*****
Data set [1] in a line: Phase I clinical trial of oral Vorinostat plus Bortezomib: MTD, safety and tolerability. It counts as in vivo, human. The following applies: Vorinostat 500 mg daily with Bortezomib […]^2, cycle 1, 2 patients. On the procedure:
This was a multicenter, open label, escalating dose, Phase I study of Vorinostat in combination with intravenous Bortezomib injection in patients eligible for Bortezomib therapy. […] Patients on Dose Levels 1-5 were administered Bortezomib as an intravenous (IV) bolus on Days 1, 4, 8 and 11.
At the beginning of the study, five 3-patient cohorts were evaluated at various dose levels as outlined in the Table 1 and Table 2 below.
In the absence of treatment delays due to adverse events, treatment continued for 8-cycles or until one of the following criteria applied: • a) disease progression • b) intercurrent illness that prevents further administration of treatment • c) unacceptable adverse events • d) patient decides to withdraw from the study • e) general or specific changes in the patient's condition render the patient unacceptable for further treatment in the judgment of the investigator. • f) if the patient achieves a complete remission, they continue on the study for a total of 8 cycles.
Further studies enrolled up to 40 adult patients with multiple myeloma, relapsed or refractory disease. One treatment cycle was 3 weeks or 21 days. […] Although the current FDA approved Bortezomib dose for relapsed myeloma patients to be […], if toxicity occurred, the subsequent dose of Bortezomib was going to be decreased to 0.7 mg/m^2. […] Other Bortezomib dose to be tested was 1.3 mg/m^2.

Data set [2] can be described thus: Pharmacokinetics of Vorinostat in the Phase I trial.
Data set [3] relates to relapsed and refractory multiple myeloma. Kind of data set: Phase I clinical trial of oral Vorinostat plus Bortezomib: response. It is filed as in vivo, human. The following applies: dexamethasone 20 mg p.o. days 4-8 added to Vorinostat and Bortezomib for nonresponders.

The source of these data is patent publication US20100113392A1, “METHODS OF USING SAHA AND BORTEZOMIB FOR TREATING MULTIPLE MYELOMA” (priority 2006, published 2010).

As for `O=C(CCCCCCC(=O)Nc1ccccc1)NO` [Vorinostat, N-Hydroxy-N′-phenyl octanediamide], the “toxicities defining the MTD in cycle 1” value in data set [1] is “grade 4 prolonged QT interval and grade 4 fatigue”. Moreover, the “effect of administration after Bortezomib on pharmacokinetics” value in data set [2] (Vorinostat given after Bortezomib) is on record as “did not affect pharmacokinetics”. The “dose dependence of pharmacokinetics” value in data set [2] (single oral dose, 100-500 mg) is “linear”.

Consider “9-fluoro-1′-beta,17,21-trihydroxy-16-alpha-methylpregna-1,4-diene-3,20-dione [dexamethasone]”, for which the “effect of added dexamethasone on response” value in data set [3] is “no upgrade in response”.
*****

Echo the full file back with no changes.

Data set [1] in a line: Phase I clinical trial of oral Vorinostat plus Bortezomib: MTD, safety and tolerability. It counts as in vivo, human. The following applies: Vorinostat 500 mg daily with Bortezomib […]^2, cycle 1, 2 patients. On the procedure:
This was a multicenter, open label, escalating dose, Phase I study of Vorinostat in combination with intravenous Bortezomib injection in patients eligible for Bortezomib therapy. […] Patients on Dose Levels 1-5 were administered Bortezomib as an intravenous (IV) bolus on Days 1, 4, 8 and 11.
At the beginning of the study, five 3-patient cohorts were evaluated at various dose levels as outlined in the Table 1 and Table 2 below.
In the absence of treatment delays due to adverse events, treatment continued for 8-cycles or until one of the following criteria applied: • a) disease progression • b) intercurrent illness that prevents further administration of treatment • c) unacceptable adverse events • d) patient decides to withdraw from the study • e) general or specific changes in the patient's condition render the patient unacceptable for further treatment in the judgment of the investigator. • f) if the patient achieves a complete remission, they continue on the study for a total of 8 cycles.
Further studies enrolled up to 40 adult patients with multiple myeloma, relapsed or refractory disease. One treatment cycle was 3 weeks or 21 days. […] Although the current FDA approved Bortezomib dose for relapsed myeloma patients to be […], if toxicity occurred, the subsequent dose of Bortezomib was going to be decreased to 0.7 mg/m^2. […] Other Bortezomib dose to be tested was 1.3 mg/m^2.

Data set [2] can be described thus: Pharmacokinetics of Vorinostat in the Phase I trial.
Data set [3] relates to relapsed and refractory multiple myeloma. Kind of data set: Phase I clinical trial of oral Vorinostat plus Bortezomib: response. It is filed as in vivo, human. The following applies: dexamethasone 20 mg p.o. days 4-8 added to Vorinostat and Bortezomib for nonresponders.

The source of these data is patent publication US20100113392A1, “METHODS OF USING SAHA AND BORTEZOMIB FOR TREATING MULTIPLE MYELOMA” (priority 2006, published 2010).

As for `O=C(CCCCCCC(=O)Nc1ccccc1)NO` [Vorinostat, N-Hydroxy-N′-phenyl octanediamide], the “toxicities defining the MTD in cycle 1” value in data set [1] is “grade 4 prolonged QT interval and grade 4 fatigue”. Moreover, the “effect of administration after Bortezomib on pharmacokinetics” value in data set [2] (Vorinostat given after Bortezomib) is on record as “did not affect pharmacokinetics”. The “dose dependence of pharmacokinetics” value in data set [2] (single oral dose, 100-500 mg) is “linear”.

Consider “9-fluoro-1′-beta,17,21-trihydroxy-16-alpha-methylpregna-1,4-diene-3,20-dione [dexamethasone]”, for which the “effect of added dexamethasone on response” value in data set [3] is “no upgrade in response”.